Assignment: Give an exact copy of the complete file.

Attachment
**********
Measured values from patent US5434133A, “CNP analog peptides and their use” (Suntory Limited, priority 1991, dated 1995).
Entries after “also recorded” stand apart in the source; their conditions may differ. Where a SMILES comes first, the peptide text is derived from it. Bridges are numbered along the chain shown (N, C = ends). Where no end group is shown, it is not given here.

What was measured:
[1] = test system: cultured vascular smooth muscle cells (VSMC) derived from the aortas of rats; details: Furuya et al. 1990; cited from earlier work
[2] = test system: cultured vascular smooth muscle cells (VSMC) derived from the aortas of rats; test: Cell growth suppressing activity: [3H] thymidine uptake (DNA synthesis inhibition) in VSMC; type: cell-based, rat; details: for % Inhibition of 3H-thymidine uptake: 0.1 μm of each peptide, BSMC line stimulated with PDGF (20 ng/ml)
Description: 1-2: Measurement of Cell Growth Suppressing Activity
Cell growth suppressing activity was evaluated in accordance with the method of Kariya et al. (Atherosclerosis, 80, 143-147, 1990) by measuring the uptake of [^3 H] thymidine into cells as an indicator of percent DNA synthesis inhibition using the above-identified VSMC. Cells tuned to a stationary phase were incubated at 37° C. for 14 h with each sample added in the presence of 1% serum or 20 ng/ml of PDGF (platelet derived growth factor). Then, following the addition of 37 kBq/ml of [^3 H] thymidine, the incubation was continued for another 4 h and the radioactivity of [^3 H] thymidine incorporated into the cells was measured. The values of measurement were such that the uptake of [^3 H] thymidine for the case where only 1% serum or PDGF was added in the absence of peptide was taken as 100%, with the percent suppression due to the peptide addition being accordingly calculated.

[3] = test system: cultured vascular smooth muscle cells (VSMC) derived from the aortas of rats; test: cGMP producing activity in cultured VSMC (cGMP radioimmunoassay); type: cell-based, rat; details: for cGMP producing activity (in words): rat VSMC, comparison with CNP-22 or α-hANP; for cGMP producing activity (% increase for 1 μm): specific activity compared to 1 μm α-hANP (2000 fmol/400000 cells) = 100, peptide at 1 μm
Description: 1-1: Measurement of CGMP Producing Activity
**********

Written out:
Measured values from patent US5434133A, “CNP analog peptides and their use” (Suntory Limited, priority 1991, dated 1995).
Entries after “also recorded” stand apart in the source; their conditions may differ. Where a SMILES comes first, the peptide text is derived from it. Bridges are numbered along the chain shown (N, C = ends). Where no end group is shown, it is not given here.

What was measured:
[1] = test system: cultured vascular smooth muscle cells (VSMC) derived from the aortas of rats; details: Furuya et al. 1990; cited from earlier work
[2] = test system: cultured vascular smooth muscle cells (VSMC) derived from the aortas of rats; test: Cell growth suppressing activity: [3H] thymidine uptake (DNA synthesis inhibition) in VSMC; type: cell-based, rat; details: for % Inhibition of 3H-thymidine uptake: 0.1 μm of each peptide, BSMC line stimulated with PDGF (20 ng/ml)
Description: 1-2: Measurement of Cell Growth Suppressing Activity
Cell growth suppressing activity was evaluated in accordance with the method of Kariya et al. (Atherosclerosis, 80, 143-147, 1990) by measuring the uptake of [^3 H] thymidine into cells as an indicator of percent DNA synthesis inhibition using the above-identified VSMC. Cells tuned to a stationary phase were incubated at 37° C. for 14 h with each sample added in the presence of 1% serum or 20 ng/ml of PDGF (platelet derived growth factor). Then, following the addition of 37 kBq/ml of [^3 H] thymidine, the incubation was continued for another 4 h and the radioactivity of [^3 H] thymidine incorporated into the cells was measured. The values of measurement were such that the uptake of [^3 H] thymidine for the case where only 1% serum or PDGF was added in the absence of peptide was taken as 100%, with the percent suppression due to the peptide addition being accordingly calculated.

[3] = test system: cultured vascular smooth muscle cells (VSMC) derived from the aortas of rats; test: cGMP producing activity in cultured VSMC (cGMP radioimmunoassay); type: cell-based, rat; details: for cGMP producing activity (in words): rat VSMC, comparison with CNP-22 or α-hANP; for cGMP producing activity (% increase for 1 μm): specific activity compared to 1 μm α-hANP (2000 fmol/400000 cells) = 100, peptide at 1 μm
Description: 1-1: Measurement of CGMP Producing Activity